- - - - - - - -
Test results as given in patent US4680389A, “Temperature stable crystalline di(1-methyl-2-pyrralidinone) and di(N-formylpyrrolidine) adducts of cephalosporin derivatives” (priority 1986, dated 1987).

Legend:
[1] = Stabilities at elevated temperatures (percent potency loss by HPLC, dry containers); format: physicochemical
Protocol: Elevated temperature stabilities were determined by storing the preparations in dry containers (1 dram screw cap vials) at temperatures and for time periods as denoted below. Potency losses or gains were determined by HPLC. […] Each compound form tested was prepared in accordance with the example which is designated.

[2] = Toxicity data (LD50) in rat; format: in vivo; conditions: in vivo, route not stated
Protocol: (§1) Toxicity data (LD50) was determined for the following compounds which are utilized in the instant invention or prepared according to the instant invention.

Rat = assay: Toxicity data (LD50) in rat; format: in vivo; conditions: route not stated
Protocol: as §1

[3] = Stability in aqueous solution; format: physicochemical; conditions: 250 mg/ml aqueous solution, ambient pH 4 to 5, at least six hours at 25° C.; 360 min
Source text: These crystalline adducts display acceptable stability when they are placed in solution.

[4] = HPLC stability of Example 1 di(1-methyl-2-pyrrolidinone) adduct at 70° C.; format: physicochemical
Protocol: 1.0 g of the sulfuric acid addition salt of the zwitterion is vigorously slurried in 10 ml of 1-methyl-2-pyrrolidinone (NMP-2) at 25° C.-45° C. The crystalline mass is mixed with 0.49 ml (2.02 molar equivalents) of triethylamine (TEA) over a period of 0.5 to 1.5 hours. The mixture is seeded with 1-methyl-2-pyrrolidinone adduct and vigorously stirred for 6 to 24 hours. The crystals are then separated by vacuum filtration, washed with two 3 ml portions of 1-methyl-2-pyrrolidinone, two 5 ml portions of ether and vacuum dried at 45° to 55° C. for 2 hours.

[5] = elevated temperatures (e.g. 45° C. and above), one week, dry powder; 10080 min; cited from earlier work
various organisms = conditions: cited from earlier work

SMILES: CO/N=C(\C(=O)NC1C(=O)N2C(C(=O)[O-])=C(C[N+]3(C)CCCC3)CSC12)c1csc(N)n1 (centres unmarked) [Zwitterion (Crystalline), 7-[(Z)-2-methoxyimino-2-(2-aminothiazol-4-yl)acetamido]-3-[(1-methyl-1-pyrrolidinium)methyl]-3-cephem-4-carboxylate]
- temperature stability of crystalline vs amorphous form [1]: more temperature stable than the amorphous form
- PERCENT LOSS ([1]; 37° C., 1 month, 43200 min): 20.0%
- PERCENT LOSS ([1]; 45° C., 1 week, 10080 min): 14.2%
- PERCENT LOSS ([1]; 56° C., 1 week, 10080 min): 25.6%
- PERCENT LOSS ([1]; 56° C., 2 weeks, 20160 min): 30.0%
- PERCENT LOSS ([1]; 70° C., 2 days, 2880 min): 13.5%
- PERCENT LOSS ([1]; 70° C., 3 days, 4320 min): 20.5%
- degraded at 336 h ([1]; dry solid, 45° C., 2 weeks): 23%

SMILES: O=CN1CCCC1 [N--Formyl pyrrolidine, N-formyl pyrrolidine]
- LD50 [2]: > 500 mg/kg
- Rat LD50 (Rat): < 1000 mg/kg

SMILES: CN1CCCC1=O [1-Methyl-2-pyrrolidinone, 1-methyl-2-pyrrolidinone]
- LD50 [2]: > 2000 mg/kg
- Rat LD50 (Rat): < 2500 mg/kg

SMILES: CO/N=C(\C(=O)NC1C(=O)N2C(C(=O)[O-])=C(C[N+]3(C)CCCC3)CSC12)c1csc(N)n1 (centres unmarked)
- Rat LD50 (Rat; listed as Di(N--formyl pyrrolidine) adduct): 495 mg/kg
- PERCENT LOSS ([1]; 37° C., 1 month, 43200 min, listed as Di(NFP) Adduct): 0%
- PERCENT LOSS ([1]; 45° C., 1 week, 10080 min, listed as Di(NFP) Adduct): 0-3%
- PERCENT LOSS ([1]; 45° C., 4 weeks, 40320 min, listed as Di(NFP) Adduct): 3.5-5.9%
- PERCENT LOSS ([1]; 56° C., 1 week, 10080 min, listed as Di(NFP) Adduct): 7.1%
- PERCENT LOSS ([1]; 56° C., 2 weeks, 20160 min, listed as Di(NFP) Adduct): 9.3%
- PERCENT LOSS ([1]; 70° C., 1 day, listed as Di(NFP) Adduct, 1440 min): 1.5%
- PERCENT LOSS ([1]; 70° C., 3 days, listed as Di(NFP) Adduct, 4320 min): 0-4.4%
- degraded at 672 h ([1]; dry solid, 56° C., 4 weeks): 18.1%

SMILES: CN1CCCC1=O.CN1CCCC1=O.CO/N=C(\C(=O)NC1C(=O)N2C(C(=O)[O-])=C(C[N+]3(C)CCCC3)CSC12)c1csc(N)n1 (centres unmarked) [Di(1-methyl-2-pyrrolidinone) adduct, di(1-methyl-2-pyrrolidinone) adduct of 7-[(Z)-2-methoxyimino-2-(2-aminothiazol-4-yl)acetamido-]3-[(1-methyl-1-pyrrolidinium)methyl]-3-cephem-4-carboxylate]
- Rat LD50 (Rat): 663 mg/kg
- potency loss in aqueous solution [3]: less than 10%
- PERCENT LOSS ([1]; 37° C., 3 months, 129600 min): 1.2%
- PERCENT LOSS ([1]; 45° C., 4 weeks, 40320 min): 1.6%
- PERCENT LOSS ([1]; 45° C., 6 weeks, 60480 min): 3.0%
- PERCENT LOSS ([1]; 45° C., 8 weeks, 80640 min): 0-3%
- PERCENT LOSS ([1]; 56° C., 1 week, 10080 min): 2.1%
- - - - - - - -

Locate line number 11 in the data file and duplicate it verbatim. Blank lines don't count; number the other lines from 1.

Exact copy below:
[4] = HPLC stability of Example 1 di(1-methyl-2-pyrrolidinone) adduct at 70° C.; format: physicochemical